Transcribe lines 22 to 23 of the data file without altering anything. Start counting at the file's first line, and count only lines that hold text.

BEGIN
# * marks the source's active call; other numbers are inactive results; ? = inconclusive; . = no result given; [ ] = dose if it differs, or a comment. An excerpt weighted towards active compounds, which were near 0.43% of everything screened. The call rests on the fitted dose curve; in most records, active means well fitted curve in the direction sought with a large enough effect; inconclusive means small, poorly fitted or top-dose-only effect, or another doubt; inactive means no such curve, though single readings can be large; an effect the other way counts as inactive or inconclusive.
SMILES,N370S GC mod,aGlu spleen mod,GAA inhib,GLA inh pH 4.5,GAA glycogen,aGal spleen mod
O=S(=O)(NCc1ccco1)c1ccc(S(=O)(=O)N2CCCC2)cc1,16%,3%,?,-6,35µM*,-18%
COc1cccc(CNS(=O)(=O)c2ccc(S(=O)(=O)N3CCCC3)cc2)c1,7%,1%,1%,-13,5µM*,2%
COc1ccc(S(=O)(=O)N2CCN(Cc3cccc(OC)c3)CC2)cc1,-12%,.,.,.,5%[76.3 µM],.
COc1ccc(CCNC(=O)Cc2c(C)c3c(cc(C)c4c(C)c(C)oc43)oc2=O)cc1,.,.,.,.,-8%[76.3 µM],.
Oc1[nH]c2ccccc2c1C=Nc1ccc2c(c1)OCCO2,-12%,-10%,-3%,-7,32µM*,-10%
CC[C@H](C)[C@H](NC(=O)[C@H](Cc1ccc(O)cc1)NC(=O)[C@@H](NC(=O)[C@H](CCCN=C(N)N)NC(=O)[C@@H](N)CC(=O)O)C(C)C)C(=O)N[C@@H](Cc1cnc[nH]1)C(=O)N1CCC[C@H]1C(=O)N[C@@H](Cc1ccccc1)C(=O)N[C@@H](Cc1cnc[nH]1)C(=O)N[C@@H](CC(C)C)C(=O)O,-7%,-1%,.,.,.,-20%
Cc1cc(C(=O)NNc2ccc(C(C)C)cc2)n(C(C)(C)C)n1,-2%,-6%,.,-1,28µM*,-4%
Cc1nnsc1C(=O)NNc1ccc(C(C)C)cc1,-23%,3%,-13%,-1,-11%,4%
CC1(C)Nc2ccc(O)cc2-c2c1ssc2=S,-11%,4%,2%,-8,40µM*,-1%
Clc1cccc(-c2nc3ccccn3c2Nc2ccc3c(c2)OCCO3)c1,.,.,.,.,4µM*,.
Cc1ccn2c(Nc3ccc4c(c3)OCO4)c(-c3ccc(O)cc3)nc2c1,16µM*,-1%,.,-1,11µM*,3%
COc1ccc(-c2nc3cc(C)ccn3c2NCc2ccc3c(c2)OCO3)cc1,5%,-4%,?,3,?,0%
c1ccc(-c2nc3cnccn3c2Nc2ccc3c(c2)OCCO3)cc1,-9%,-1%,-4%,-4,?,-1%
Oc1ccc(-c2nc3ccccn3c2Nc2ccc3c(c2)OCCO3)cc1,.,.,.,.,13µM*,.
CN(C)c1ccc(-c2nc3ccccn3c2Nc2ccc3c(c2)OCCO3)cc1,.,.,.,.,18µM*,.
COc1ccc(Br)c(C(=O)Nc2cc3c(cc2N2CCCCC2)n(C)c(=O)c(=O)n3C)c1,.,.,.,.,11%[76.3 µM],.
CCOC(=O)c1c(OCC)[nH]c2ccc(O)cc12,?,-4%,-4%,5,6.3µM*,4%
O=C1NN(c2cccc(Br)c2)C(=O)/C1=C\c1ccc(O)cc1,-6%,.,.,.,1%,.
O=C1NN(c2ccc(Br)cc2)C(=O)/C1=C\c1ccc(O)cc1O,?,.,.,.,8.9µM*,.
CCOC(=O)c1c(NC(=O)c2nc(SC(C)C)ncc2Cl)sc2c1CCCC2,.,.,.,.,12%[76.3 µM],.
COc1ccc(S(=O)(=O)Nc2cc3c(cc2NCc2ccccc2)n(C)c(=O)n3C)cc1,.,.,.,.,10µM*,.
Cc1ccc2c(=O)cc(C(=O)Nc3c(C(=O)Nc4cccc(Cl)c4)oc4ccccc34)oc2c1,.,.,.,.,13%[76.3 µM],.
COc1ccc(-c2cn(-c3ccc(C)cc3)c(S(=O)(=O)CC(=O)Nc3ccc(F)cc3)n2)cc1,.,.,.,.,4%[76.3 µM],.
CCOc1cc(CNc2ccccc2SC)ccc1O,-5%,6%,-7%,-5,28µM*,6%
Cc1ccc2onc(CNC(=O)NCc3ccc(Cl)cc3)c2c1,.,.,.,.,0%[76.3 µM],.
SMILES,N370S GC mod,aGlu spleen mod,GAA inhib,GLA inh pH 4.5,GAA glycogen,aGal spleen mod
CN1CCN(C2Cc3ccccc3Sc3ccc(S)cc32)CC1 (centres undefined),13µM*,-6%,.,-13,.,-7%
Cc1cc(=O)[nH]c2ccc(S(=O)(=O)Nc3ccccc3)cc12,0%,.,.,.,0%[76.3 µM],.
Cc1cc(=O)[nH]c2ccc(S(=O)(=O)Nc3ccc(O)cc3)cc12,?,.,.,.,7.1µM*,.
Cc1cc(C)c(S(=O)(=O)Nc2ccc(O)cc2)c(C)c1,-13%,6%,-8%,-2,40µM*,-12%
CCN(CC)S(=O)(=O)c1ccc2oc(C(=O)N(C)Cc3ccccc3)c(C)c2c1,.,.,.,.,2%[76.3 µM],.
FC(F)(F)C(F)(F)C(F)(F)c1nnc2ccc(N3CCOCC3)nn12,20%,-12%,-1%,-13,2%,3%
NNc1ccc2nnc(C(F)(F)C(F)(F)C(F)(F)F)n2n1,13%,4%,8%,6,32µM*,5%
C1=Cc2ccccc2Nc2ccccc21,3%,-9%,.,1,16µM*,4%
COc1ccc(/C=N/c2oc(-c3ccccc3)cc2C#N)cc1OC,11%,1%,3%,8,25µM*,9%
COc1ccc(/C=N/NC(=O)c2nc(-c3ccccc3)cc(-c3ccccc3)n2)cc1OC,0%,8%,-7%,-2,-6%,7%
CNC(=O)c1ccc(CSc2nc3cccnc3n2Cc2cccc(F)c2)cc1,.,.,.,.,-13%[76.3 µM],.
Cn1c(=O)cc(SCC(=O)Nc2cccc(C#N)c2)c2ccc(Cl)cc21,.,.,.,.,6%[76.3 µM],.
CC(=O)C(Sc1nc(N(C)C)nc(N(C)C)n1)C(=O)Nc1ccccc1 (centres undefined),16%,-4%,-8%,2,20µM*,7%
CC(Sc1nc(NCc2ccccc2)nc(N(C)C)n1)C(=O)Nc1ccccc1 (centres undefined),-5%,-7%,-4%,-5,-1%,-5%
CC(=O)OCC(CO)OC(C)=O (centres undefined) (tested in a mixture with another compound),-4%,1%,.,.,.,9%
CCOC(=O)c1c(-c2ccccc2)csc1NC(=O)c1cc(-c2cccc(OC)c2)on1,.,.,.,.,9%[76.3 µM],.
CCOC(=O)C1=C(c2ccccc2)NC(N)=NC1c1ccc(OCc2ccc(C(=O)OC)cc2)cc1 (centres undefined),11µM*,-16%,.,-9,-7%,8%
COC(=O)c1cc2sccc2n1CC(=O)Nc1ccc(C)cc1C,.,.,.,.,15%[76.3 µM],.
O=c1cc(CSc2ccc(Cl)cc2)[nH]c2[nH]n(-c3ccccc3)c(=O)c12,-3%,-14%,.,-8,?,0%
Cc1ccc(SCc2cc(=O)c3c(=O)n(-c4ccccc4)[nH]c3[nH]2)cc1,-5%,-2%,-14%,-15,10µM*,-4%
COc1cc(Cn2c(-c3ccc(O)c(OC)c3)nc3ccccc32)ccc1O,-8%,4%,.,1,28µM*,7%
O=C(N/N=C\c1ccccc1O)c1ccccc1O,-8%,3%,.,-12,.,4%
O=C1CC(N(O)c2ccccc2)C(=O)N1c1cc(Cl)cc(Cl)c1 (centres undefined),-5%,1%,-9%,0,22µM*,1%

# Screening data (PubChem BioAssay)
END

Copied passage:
CCOC(=O)c1c(NC(=O)c2nc(SC(C)C)ncc2Cl)sc2c1CCCC2,.,.,.,.,12%[76.3 µM],.
COc1ccc(S(=O)(=O)Nc2cc3c(cc2NCc2ccccc2)n(C)c(=O)n3C)cc1,.,.,.,.,10µM*,.